Wrong sleeping posture is a potential baby killer. Which sleeping posture is safe?

Before one year old, it is an important period to lay the foundation for the long-term healthy development of the baby, and it is also the period in life that is most prone to accidental death.

Wrong sleeping posture will increase the risk of sudden neonatal death, while correct sleeping posture can better protect the safety of the baby, and the safety issue cannot be overemphasized. How can we ensure the safe sleep of the baby and let the baby sleep better?

It’s not safe to sleep on your stomach.

Epidemiological investigation, which began in the 1980s, found that sleeping on one’s stomach is the most important risk factor for sudden neonatal death syndrome. The risk of sudden death of newborns sleeping on one’s stomach is 2.3 ~ 13.1 times that of lying on one’s back.

Sleeping on your stomach will make it easier for your baby to breathe the exhaled exhaust gas again, which may lead to hypercapnia and hypoxia. Lie prone will also affect the baby’s heat dissipation and increase the risk of overheating. Some latest studies have also found that sleeping on your stomach will change the self-regulation of the infant’s cardiovascular system during sleep, especially when the baby is 2 ~ 3 months old. Lie prone may also reduce the oxygen supply to the baby’s brain.

Sleeping sideways may be safer than sleeping on your stomach.

Some recent studies suggest that the risk of sudden neonatal death is similar to that of sleeping on one’s side and lying on one’s stomach. Some studies have also reported that lying on one’s side is more dangerous. Further, especially for babies who sleep on their sides and still press their stomachs, the risk of sudden death is 8.7 times that of lying on their backs.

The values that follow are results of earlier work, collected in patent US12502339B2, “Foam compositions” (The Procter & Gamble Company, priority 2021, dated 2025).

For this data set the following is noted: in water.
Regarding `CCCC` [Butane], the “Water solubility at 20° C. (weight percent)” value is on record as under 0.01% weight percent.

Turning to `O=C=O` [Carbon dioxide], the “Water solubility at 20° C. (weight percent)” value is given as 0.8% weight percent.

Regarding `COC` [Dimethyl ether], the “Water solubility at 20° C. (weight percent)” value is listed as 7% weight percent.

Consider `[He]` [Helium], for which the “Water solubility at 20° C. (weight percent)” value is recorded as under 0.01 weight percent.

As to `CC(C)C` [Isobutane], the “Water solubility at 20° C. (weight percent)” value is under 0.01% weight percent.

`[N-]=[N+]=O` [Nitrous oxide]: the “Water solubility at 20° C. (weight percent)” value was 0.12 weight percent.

The posture of sleeping on the side is extremely unstable, and the possibility of changing from sleeping on the side to sleeping on the stomach is significantly higher than that of sleeping on the back when the baby rolls.

It is safest to sleep on your back.

In 1987, the Netherlands launched the Neonatal Sleep Campaign, advising parents to let their newborn babies sleep on their backs. Subsequently, Britain, New Zealand, Australia, the United States and other countries also began to suggest that babies sleep on their backs. In 1992, the American Academy of Pediatrics gave advice to lie on their backs or on their sides, but revised this advice in 1996, believing that lying on their backs is the safest.

It is very important for adults who take care of the baby to make sure that the baby sleeps on his back every time.

Is it not good to sleep on your back?

Some parents think that lying on your stomach or sideways will make your baby sleep more comfortably, while lying on your back will make your baby sleep poorly. In fact, it is normal for your baby to wake up frequently at night and should not be regarded as not sleeping well.

Too much sleep and too long sleep may not be physiological advantages. When babies have nightmares and other discomfort during sleep, waking up from sleep is a very important physiological protective response.

Some parents also worry that lying on your back will cause your baby to choke or food to flow back into the airway. In fact, coughing or vomiting is physically normal to deal with the reflex of choking or inhaling into the airway. A large number of special studies conducted in various countries have found that lying on your back does not increase the risk of choking or inhaling food into the airway.

There are some exceptions, such as infants diagnosed with gastroesophageal reflux disease, and the American Academy of Pediatrics still recommends infants to lie on their backs. Other special cases should consult a doctor.

After the baby is born, lie on your back as soon as possible.

Newborns should be placed on their backs for the first few hours of life.